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OKC's Quail Creek Bank

A Half-Century of Service: Bank Serving the Community When It Counts

In just a few months, Oklahoma City’s Quail Creek Bank will be celebrating its 50th anniversary. In those nearly five decades, QCB has grown significantly and is now recognized as one of the top-performing banks in the nation. At the same time, it has also retained its local ownership, its welcoming atmosphere and its commitment to serving the community on a personal level.

In other words, “We’re not a local branch of a national bank, but a local bank built for those in our community,” said Erin Batey, QCB’s chief communications and innovations officer. “Our employees work here and live here and genuinely care about what happens around us.”

Erin, who herself joined the team 15 years ago, added that she’s a “short timer” compared to many of her fellow employees, who’ve been with QCB for 20 to 30 years. “It just reflects the family atmosphere that has been our mission since we opened in 1974,” she said.

Helping at the Holidays & More

Integral to Quail Creek Bank’s mission is a long list of holiday and other outreach programs designed to assist people across the metro area year-round. Erin noted that 26 employees now serve on the boards of charities across the metro area, including United Way of Central Oklahoma, Heartline, Hearts for Hearing, Community Literacy Centers, OK Baptist Homes for Children and Mercy Health Foundation.

For instance, Alan Webb, senior vice president and manager of the Quail Creek Bank Investment Center, is the co-founder of “Santa’s Cause,” which works with the Oklahoma City Public School District to identify children who will not be receiving any gifts. Fellow bank employees, along with 650 outside volunteers, assist with the distribution of toys, clothes and food, dressing in Santa suits and delivering the presents in person.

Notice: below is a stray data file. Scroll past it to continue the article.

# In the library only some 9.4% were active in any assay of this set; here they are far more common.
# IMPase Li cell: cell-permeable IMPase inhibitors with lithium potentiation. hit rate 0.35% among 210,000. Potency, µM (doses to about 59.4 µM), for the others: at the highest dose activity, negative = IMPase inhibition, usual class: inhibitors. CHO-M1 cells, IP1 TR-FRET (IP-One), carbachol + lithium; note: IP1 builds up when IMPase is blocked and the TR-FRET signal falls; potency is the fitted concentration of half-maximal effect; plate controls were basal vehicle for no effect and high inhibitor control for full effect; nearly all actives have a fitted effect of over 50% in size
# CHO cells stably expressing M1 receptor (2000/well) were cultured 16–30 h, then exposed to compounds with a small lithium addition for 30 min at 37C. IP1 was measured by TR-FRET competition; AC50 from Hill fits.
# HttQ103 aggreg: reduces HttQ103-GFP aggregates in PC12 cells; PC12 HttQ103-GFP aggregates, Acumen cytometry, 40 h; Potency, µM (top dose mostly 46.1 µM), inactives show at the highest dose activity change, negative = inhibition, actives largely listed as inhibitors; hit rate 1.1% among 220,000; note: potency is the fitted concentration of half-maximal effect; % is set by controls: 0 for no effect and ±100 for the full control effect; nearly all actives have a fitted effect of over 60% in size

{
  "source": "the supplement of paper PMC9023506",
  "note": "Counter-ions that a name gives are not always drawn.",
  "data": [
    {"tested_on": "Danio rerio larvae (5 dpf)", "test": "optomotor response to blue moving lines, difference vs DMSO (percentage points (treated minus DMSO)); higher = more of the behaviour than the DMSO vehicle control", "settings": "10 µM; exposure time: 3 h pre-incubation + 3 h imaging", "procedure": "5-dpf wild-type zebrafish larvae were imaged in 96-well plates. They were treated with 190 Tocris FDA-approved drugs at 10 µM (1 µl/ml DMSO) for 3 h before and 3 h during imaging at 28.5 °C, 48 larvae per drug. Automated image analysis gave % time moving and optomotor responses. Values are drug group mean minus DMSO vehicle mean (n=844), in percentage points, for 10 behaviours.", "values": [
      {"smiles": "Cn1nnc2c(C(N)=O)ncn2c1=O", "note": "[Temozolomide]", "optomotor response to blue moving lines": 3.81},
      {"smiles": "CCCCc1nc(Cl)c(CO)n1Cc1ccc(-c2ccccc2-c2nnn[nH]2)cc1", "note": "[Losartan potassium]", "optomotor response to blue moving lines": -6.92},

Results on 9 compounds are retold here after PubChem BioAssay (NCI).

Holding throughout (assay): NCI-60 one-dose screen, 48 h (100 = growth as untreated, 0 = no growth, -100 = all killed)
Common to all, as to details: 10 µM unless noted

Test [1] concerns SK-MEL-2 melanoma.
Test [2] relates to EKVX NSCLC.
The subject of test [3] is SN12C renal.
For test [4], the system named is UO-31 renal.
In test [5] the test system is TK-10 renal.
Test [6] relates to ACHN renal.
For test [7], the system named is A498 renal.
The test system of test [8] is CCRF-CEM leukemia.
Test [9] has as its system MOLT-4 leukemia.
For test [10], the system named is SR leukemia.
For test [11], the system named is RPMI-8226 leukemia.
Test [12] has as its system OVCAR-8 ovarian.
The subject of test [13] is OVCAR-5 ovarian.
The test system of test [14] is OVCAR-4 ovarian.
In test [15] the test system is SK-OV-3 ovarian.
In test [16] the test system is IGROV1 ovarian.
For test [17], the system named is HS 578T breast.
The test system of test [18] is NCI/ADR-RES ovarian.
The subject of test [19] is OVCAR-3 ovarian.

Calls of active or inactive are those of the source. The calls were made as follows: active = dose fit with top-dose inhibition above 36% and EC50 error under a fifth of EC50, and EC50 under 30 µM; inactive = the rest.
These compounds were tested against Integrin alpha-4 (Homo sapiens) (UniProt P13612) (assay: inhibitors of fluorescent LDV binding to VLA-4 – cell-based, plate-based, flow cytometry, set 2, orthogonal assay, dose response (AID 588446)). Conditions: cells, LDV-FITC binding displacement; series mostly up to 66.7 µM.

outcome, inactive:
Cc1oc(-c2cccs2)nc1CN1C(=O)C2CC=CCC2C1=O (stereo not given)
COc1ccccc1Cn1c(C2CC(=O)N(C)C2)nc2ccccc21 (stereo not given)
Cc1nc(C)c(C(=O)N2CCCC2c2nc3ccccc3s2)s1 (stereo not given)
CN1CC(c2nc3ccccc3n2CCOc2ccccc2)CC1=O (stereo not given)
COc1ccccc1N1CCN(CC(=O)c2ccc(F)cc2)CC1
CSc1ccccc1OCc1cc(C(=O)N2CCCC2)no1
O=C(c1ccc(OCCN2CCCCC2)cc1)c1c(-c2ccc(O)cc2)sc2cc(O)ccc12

Teaching Kids the Finance Basics

Long-term, Quail Creek Bank’s efforts are helping multiple generations of Oklahomans through its purchase of financial literacy curriculum materials for Oklahoma City high schools and middle schools. Erin created the financial literacy program 12 years ago and describes it as her “passion.” The bank’s help in underwriting the cost of these materials has been a godsend for the schools, she added, in the wake of the State of Oklahoma mandating such classes in order to obtain a high school diploma.

“We do much more than just buy the materials, however,” Erin said. “We work in partnership with the school district, and we have a bank liaison who is assigned to each individual school. We help them however they want—whether it’s speaking on career day, setting up a booth at school events, doing presentations, giving advice on choosing curriculum, or whatever other ways we can.”

In all, the bank provides curriculum materials and expertise to 10 local schools currently and has supported as many as 37 schools since the program’s inception. Currently, they assist seven high schools, two middle schools and one elementary school.